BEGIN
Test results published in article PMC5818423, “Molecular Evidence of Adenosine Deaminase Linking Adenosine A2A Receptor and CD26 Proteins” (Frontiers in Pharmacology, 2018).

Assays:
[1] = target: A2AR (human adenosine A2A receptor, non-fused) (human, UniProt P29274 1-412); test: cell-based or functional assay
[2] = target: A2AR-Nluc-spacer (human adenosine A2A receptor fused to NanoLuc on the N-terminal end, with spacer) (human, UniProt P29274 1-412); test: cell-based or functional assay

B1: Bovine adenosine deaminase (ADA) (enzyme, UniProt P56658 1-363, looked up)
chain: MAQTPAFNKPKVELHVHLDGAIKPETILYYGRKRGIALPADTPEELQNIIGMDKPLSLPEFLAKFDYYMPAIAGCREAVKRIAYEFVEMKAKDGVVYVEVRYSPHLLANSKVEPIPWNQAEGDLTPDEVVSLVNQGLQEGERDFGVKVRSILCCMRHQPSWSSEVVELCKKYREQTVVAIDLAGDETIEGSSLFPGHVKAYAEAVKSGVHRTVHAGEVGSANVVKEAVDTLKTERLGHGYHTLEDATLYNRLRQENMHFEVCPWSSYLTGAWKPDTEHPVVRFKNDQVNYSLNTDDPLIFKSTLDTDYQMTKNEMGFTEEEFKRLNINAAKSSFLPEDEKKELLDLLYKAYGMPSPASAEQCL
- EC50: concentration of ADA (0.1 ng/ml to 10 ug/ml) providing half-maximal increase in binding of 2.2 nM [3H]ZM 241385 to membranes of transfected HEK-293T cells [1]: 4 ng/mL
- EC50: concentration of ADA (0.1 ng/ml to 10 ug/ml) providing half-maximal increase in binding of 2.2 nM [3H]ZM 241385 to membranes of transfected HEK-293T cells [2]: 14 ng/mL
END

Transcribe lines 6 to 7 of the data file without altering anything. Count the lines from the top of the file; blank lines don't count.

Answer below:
chain: MAQTPAFNKPKVELHVHLDGAIKPETILYYGRKRGIALPADTPEELQNIIGMDKPLSLPEFLAKFDYYMPAIAGCREAVKRIAYEFVEMKAKDGVVYVEVRYSPHLLANSKVEPIPWNQAEGDLTPDEVVSLVNQGLQEGERDFGVKVRSILCCMRHQPSWSSEVVELCKKYREQTVVAIDLAGDETIEGSSLFPGHVKAYAEAVKSGVHRTVHAGEVGSANVVKEAVDTLKTERLGHGYHTLEDATLYNRLRQENMHFEVCPWSSYLTGAWKPDTEHPVVRFKNDQVNYSLNTDDPLIFKSTLDTDYQMTKNEMGFTEEEFKRLNINAAKSSFLPEDEKKELLDLLYKAYGMPSPASAEQCL
- EC50: concentration of ADA (0.1 ng/ml to 10 ug/ml) providing half-maximal increase in binding of 2.2 nM [3H]ZM 241385 to membranes of transfected HEK-293T cells [1]: 4 ng/mL